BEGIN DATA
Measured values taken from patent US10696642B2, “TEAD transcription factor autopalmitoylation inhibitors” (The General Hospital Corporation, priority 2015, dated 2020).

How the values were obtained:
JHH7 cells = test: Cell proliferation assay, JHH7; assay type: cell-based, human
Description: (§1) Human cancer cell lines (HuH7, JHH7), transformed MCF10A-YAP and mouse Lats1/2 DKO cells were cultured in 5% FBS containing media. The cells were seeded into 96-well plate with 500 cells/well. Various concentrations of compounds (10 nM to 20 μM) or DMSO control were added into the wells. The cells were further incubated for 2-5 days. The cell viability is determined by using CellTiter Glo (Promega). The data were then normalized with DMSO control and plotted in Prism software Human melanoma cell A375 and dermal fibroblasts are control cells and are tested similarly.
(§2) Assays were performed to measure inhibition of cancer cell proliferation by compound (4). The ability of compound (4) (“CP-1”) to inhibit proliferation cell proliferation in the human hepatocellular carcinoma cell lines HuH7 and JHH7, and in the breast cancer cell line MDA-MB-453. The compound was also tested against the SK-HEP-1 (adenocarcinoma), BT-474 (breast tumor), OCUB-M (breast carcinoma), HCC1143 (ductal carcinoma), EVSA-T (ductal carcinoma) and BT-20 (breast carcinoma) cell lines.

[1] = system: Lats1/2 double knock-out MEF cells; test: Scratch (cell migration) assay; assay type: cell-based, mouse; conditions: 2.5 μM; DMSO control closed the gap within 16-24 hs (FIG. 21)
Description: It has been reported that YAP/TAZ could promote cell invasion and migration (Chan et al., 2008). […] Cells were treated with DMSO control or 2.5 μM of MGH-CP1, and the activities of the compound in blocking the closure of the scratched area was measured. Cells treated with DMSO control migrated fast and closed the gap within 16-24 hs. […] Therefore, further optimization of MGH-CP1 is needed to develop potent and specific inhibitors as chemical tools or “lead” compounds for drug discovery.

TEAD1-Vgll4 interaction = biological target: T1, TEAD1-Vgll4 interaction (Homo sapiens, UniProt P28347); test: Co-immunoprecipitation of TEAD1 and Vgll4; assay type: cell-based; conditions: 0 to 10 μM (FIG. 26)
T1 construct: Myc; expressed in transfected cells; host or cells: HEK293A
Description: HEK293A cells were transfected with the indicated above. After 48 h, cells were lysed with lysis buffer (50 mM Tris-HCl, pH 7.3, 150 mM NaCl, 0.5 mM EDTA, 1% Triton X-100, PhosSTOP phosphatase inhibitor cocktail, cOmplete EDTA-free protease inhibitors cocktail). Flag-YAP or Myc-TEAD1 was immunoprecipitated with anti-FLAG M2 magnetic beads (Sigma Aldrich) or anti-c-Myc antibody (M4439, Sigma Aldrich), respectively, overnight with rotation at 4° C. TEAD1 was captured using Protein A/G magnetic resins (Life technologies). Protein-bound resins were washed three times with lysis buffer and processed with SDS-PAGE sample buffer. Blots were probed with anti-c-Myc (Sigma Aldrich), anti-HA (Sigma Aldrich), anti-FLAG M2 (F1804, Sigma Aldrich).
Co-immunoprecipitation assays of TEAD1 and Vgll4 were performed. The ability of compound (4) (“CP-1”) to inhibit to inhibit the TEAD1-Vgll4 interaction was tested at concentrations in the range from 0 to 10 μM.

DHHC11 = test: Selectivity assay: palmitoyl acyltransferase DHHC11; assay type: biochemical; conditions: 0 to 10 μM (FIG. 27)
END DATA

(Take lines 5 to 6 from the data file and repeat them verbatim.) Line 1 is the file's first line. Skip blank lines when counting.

(§2) Assays were performed to measure inhibition of cancer cell proliferation by compound (4). The ability of compound (4) (“CP-1”) to inhibit proliferation cell proliferation in the human hepatocellular carcinoma cell lines HuH7 and JHH7, and in the breast cancer cell line MDA-MB-453. The compound was also tested against the SK-HEP-1 (adenocarcinoma), BT-474 (breast tumor), OCUB-M (breast carcinoma), HCC1143 (ductal carcinoma), EVSA-T (ductal carcinoma) and BT-20 (breast carcinoma) cell lines.

[1] = system: Lats1/2 double knock-out MEF cells; test: Scratch (cell migration) assay; assay type: cell-based, mouse; conditions: 2.5 μM; DMSO control closed the gap within 16-24 hs (FIG. 21)